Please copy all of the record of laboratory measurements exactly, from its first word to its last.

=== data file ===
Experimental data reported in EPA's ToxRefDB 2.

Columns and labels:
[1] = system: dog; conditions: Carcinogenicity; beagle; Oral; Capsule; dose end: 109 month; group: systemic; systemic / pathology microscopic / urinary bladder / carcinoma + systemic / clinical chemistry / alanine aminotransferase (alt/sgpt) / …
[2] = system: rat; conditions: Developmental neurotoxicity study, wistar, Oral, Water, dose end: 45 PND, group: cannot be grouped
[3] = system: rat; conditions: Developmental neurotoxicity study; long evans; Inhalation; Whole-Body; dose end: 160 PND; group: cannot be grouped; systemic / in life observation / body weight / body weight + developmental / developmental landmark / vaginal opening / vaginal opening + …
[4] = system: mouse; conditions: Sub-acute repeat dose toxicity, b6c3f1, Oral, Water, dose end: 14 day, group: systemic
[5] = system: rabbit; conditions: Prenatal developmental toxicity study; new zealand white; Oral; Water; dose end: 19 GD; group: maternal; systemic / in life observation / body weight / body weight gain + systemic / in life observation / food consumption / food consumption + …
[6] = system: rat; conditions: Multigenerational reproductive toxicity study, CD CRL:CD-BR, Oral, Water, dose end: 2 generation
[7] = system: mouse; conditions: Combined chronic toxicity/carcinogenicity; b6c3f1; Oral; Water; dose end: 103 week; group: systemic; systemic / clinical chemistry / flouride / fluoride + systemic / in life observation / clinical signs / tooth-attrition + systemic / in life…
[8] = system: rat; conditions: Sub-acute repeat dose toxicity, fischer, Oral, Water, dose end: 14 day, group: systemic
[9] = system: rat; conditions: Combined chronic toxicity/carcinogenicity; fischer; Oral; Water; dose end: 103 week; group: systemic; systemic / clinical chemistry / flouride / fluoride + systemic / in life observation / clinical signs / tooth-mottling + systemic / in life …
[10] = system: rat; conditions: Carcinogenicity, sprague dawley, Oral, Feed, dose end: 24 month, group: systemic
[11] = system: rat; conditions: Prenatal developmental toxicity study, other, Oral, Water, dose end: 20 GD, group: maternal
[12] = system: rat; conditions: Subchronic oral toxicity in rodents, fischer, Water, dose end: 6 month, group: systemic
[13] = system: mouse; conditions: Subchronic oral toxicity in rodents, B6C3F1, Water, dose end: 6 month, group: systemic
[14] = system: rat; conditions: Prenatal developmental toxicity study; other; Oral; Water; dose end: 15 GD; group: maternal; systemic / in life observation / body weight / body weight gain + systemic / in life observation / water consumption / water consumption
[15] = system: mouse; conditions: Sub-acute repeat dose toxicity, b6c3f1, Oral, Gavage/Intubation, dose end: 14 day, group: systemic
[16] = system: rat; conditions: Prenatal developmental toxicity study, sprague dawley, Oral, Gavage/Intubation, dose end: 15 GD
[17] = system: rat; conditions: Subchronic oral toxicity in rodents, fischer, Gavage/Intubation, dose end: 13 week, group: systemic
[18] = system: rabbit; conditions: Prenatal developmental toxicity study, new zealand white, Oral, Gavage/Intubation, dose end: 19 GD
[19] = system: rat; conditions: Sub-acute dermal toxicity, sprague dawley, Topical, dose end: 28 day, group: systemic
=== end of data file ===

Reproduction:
Experimental data reported in EPA's ToxRefDB 2.

Columns and labels:
[1] = system: dog; conditions: Carcinogenicity; beagle; Oral; Capsule; dose end: 109 month; group: systemic; systemic / pathology microscopic / urinary bladder / carcinoma + systemic / clinical chemistry / alanine aminotransferase (alt/sgpt) / …
[2] = system: rat; conditions: Developmental neurotoxicity study, wistar, Oral, Water, dose end: 45 PND, group: cannot be grouped
[3] = system: rat; conditions: Developmental neurotoxicity study; long evans; Inhalation; Whole-Body; dose end: 160 PND; group: cannot be grouped; systemic / in life observation / body weight / body weight + developmental / developmental landmark / vaginal opening / vaginal opening + …
[4] = system: mouse; conditions: Sub-acute repeat dose toxicity, b6c3f1, Oral, Water, dose end: 14 day, group: systemic
[5] = system: rabbit; conditions: Prenatal developmental toxicity study; new zealand white; Oral; Water; dose end: 19 GD; group: maternal; systemic / in life observation / body weight / body weight gain + systemic / in life observation / food consumption / food consumption + …
[6] = system: rat; conditions: Multigenerational reproductive toxicity study, CD CRL:CD-BR, Oral, Water, dose end: 2 generation
[7] = system: mouse; conditions: Combined chronic toxicity/carcinogenicity; b6c3f1; Oral; Water; dose end: 103 week; group: systemic; systemic / clinical chemistry / flouride / fluoride + systemic / in life observation / clinical signs / tooth-attrition + systemic / in life…
[8] = system: rat; conditions: Sub-acute repeat dose toxicity, fischer, Oral, Water, dose end: 14 day, group: systemic
[9] = system: rat; conditions: Combined chronic toxicity/carcinogenicity; fischer; Oral; Water; dose end: 103 week; group: systemic; systemic / clinical chemistry / flouride / fluoride + systemic / in life observation / clinical signs / tooth-mottling + systemic / in life …
[10] = system: rat; conditions: Carcinogenicity, sprague dawley, Oral, Feed, dose end: 24 month, group: systemic
[11] = system: rat; conditions: Prenatal developmental toxicity study, other, Oral, Water, dose end: 20 GD, group: maternal
[12] = system: rat; conditions: Subchronic oral toxicity in rodents, fischer, Water, dose end: 6 month, group: systemic
[13] = system: mouse; conditions: Subchronic oral toxicity in rodents, B6C3F1, Water, dose end: 6 month, group: systemic
[14] = system: rat; conditions: Prenatal developmental toxicity study; other; Oral; Water; dose end: 15 GD; group: maternal; systemic / in life observation / body weight / body weight gain + systemic / in life observation / water consumption / water consumption
[15] = system: mouse; conditions: Sub-acute repeat dose toxicity, b6c3f1, Oral, Gavage/Intubation, dose end: 14 day, group: systemic
[16] = system: rat; conditions: Prenatal developmental toxicity study, sprague dawley, Oral, Gavage/Intubation, dose end: 15 GD
[17] = system: rat; conditions: Subchronic oral toxicity in rodents, fischer, Gavage/Intubation, dose end: 13 week, group: systemic
[18] = system: rabbit; conditions: Prenatal developmental toxicity study, new zealand white, Oral, Gavage/Intubation, dose end: 19 GD
[19] = system: rat; conditions: Sub-acute dermal toxicity, sprague dawley, Topical, dose end: 28 day, group: systemic